Here is a concise summary of the 2020 ADA guidelines on the approach of hypertension in patients with diabetes. The authors discuss lifestyle, medications, drug side-effects, and blood pressure (BP) targets. Goals are to achieve BP <130/80, <135/85, and <140/90 mmHg in adults at high risk for ASCVD, gestational diabetes, and low-ASCVD risk, respectively.
ADA GUIDELINES, Hypertension
- Blood pressure should be measured at every routine clinical visit. Patients found to have elevated blood pressure (≥140/90 mmHg) should have blood pressure confirmed using multiple readings, including measurements on a separate day, to diagnose hypertension.
- All hypertensive patients with diabetes should monitor their blood pressure at home.
- For patients with diabetes and hypertension, blood pressure targets should be individualized through a shared decision-making process that addresses cardiovascular risk, potential adverse effects of antihypertensive medications, and patient preferences.
- For individuals with diabetes and hypertension and at HIGHER cardiovascular risk (existing atherosclerotic cardiovascular disease [ASCVD] or 10-year ASCVD risk ≥15%), a blood pressure target of <130/80 mmHg may be appropriate, if it can be safely attained.
- For individuals with diabetes and hypertension at LOWER risk for cardiovascular disease (10-year atherosclerotic cardiovascular disease risk <15%), treat to a blood pressure target of <140/90 mmHg.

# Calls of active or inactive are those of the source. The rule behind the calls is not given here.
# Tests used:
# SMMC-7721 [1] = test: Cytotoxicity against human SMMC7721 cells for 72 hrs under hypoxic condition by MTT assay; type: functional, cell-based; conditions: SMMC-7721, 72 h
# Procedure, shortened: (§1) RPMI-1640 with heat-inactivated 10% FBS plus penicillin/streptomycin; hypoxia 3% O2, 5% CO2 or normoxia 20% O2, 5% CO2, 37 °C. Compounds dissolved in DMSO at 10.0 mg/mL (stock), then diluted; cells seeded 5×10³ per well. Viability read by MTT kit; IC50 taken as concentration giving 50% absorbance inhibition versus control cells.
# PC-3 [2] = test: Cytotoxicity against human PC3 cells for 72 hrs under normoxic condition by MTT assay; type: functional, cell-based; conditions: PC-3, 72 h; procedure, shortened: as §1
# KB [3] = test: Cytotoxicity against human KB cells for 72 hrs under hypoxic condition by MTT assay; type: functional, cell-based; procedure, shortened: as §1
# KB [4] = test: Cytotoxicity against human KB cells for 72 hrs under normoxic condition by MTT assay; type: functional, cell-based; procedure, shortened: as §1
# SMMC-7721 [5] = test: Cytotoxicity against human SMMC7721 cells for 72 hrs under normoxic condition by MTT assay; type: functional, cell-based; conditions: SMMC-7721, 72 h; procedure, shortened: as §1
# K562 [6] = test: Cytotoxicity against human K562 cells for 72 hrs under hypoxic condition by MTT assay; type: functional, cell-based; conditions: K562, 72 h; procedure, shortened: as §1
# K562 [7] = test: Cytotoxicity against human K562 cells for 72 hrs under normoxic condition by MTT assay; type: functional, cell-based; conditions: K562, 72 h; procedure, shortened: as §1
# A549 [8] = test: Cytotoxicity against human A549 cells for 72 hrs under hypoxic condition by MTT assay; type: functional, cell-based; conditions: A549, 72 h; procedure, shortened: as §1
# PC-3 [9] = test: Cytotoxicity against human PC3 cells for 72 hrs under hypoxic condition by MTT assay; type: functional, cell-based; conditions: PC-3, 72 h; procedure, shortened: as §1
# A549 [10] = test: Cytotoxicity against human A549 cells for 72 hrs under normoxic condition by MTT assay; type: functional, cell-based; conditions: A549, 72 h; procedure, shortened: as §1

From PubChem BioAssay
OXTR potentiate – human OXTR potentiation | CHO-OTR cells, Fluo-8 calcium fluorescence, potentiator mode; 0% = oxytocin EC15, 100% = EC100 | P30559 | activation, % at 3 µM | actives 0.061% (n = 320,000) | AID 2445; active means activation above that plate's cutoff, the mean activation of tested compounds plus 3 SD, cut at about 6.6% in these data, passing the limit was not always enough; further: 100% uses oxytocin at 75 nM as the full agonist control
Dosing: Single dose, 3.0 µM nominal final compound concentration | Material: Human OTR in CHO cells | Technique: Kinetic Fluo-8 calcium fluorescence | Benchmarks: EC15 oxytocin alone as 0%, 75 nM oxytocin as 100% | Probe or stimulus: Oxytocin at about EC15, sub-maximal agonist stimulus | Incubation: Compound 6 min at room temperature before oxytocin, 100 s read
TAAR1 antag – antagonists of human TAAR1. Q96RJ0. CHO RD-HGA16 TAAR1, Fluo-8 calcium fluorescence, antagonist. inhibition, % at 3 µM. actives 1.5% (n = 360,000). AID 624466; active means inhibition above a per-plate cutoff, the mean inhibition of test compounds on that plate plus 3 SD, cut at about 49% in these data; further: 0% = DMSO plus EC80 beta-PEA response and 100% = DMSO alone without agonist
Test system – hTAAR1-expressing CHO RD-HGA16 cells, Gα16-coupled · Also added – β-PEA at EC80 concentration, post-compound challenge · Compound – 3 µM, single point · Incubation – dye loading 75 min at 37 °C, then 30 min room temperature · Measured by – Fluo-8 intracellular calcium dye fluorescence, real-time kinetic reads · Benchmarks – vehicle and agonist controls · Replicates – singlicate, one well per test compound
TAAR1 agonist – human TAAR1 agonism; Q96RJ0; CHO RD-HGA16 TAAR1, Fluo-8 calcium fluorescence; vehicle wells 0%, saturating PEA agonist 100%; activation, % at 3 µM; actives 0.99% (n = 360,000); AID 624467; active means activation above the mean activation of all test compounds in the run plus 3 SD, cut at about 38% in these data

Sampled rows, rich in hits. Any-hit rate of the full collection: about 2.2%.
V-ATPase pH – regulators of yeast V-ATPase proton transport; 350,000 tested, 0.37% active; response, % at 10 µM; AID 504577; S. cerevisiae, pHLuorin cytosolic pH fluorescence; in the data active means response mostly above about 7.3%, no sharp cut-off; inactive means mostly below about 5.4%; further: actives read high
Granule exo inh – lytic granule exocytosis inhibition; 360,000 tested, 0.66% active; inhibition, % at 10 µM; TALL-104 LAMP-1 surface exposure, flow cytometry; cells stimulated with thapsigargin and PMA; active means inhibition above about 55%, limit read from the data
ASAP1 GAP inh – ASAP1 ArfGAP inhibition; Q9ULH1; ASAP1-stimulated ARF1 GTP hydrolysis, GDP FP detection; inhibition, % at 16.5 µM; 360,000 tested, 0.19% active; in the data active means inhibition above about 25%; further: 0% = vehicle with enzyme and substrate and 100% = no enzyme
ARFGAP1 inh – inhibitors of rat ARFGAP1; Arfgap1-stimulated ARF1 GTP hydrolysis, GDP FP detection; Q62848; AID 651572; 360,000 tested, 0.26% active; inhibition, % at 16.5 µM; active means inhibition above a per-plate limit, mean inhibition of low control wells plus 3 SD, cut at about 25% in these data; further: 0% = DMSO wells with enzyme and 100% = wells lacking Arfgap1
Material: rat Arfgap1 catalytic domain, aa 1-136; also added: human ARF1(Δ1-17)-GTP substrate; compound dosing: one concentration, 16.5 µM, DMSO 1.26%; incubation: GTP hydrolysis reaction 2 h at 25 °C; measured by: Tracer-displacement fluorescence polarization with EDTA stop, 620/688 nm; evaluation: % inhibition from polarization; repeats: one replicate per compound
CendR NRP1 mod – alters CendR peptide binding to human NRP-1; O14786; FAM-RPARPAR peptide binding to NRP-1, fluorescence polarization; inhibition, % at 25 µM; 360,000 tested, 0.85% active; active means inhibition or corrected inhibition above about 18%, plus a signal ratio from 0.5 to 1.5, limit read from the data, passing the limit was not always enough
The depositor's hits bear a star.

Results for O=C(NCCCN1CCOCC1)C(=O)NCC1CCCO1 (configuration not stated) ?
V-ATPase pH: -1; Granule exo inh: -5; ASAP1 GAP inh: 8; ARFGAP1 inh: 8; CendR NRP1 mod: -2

- In pregnant patients with diabetes and pre-existing hypertension, a blood pressure target of ≤135/85 mmHg is suggested in the interest of reducing the risk for accelerated maternal hypertension and minimizing impaired fetal growth.
- For patients with blood pressure >120/80 mmHg, lifestyle intervention consists of
- Weight loss if overweight or obese,
- Dietary Approaches to Stop Hypertension (DASH)-style eating pattern including
- Reducing sodium and
- Increasing potassium intake
- Moderation of alcohol intake, and
- Increased physical activity.
- Patients with confirmed office-based blood pressure ≥140/90 mmHg should, in addition to lifestyle therapy, have prompt initiation and timely titration of pharmacologic therapy to achieve blood pressure goals.
- Patients with confirmed office-based blood pressure ≥160/100 mmHg should, in addition to lifestyle therapy, have prompt initiation and timely titration of two drugs or a single-pill combination of drugs demonstrated to reduce cardiovascular events in patients with diabetes.
- Treatment for hypertension should include drug classes demonstrated to reduce cardiovascular events in patients with diabetes:
- ACE inhibitors
- Angiotensin receptor blockers
- Thiazide-like diuretics
- Dihydropyridine calcium channel blockers.
- Multiple-drug therapy is generally required to achieve blood pressure targets.
- However, combinations of ACE inhibitors and angiotensin receptor blockers and combinations of ACE inhibitors or angiotensin receptor blockers with direct renin inhibitors should not be used.
- An ACEi or ARB, at the maximum tolerated dose indicated for blood pressure treatment, is the recommended first-line treatment for hypertension in patients with diabetes and urinary albumin-to-creatinine ratio ≥300 mg/g creatinine or 30–299 mg/g creatinine. If one class is not tolerated, the other should be substituted.
- For patients treated with an ACEi, ARB, or diuretic –serum eGFR and serum K++ levels should be monitored at least annually.
- Patients with hypertension who are not meeting blood pressure targets on 3 classes of antihypertensive medications (including a diuretic) should be considered for mineralocorticoid receptor antagonist therapy.